COMMENT: It'll be different. And it's going to be messy. No matter which way you cut it, life as a Chelsea supporter will never be the same...
For the better? Well, that's depends on your approach. If it's about supporter engagement. About an opportunity to own a stake in your club. The post-Abramovich era could be an affirming experience for the Blues fan. But if it's about football. About trophies. About winning. The Abramovich years will long be viewed as the golden period of Chelsea Football Club.
Those little nibbles from opposition board rooms now making the press rounds are actually spot on. The general opinion across the Premier League is that Chelsea are on the way down. It'll be more Manchester United than Leeds United. But chairmen and directors up and down the country are right, Chelsea fans are in for a tough few years.
As we've stated in this recent series of columns, Abramovich was a one-off. English football is unlikely to see the same again. Certainly Chelsea won't, given the list of bidders Raine Group are now considering as the club's next owners.
The final four? The final two? Has Raine actually whittled their list down at all? Until we get official word from these merchant bankers, Chelsea fans should take everything they see and read with a pinch of salt. It's all speculation. The latest now is the US-based Empowerment IP have made their offer - several days after the apparent Friday deadline. And at £3.1bn it far outstrips several of the main contenders.
But again, until there's word from Raine, it's all a guessing game. Members of the Ricketts family, for example, are now in London for talks with supporter groups. Yet, apparently they were informed last week that their bid had been unsuccessful... it's all hit and miss at the moment.
Ken Bates (L) with Roman Abramovich in 2003
But what we do know is that Abramovich's successor won't be an individual. Indeed, in all likelihood, they won't even be football fans. The push from the 'States has nothing to do with the love of Chelsea, or even soccer. And you could argue the same for the consortia from Europe - even London. Yes, Nick Candy is Chelsea mad, and he's played a great PR game this past fortnight. But in that first interview, with his first words, it was about a "self-sustaining" Chelsea. He's not Abramovich. He's not going to liquidate personal assets to match the Russian's £1.5bn contribution. Like all those involved, this is about business, maybe some prestige, but definitely about dollars, euros and pounds.
And as it stands, the next owner could be answerable. Not to Chelsea fans, though. But to their own backers and shareholders. Investment firms. Family companies. So many of these groups involved have a first loyalty beyond Chelsea and the supporter base. Never mind finding themselves second best to the Chicago Cubs or New York Jets (as fans of Manchester United and Arsenal have experienced with their American owners). That's bad enough. But given the conglomerates involved, Chelsea could go the same way as VfL Wolfsburg and how they're beholden to Volkswagen shareholders. As we say, it's going to be messy.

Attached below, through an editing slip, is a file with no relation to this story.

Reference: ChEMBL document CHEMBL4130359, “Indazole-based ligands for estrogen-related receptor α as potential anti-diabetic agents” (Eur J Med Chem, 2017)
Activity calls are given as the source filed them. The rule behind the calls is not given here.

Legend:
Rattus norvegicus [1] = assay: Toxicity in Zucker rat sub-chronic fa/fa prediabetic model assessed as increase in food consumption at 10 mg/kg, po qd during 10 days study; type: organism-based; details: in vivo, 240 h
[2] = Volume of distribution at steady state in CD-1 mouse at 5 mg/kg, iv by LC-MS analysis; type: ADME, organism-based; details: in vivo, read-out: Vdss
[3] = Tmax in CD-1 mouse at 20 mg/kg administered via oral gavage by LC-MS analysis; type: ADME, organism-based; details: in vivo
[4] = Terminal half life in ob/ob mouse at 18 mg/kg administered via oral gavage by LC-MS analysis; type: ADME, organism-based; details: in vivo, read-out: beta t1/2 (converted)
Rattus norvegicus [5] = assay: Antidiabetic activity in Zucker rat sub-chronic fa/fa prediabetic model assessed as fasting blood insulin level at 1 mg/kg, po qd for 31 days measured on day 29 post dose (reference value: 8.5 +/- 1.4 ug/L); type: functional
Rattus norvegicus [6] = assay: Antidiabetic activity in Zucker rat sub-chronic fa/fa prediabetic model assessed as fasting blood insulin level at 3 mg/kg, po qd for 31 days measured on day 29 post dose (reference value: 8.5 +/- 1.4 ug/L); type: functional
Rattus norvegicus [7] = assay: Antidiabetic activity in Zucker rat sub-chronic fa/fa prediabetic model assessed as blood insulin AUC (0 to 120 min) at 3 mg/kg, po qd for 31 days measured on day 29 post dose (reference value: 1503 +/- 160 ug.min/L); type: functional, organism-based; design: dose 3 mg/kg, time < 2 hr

But all involved will plough through. The pot of gold at the end of this process is just too big to resist. Abramovich shelled out £150m to buy Chelsea from Ken Bates 19 years ago and has transformed the club to the point where it will become the richest sale in sporting history. Given the players involved, there's an expectation Chelsea will change hands for more than the £2.5bn paid for the Brooklyn Nets. And in terms of recouping such an investment, those bidders know what they'll get back will be in the multiples. 2x? 3x? 10x? It could be anything. As we stated during the Super League fiasco, so much of this interest is driven by the potential of streaming rights.
The property around Stamford Bridge is a good sell. The redevelopment also. But the golden ticket is the popularity of Chelsea and individual streaming rights. Whether it's in a year, two or even in ten years' time, English clubs are going to get their arms around global streaming rights laws and how to deliver - and charge for - games individually. And once that happens, the owners of the big players in Europe will be printing money for years to come.
Just consider a pay per view title fight twice a week. Then consider, simply as a conservative example, the 200m people across South-East Asia who couldn't give a rat's about Tyson Fury and AJ, but would be happy paying a quid to stream Chelsea against Manchester United. Then consider the numbers in Africa. In Europe. In the Americas. All paying Chelsea and United for that single stream. Then multiply that out for the season. We'll leave you to do the math, the money is actually bordering on the obscene. But it's there. People can see it. They're talking about it. And its a big motivation why banks, drug companies, hedge funds, y'know all the decent lot... why they're so willing to come together to form consortia and make Chelsea the richest sporting sale in history.
And sadly, that's the motivation. Abramovich bought Chelsea because he wanted to buy into English football. He was a fan of the game, the atmosphere at English grounds and the idea of building a successful team. And it was a success. A success beyond anyone's wildest dreams.
But that success now, with the clumsy, unsophisticated intervention of the UK government, will see Chelsea change hands not to an individual football fan, but a consortium, a corporate conglomerate. Passion and ambition will be replaced by bottom lines, metrics and algorithms.
And no matter which way you cut it, post-Abramovich, life as a Chelsea supporter will never be the same...
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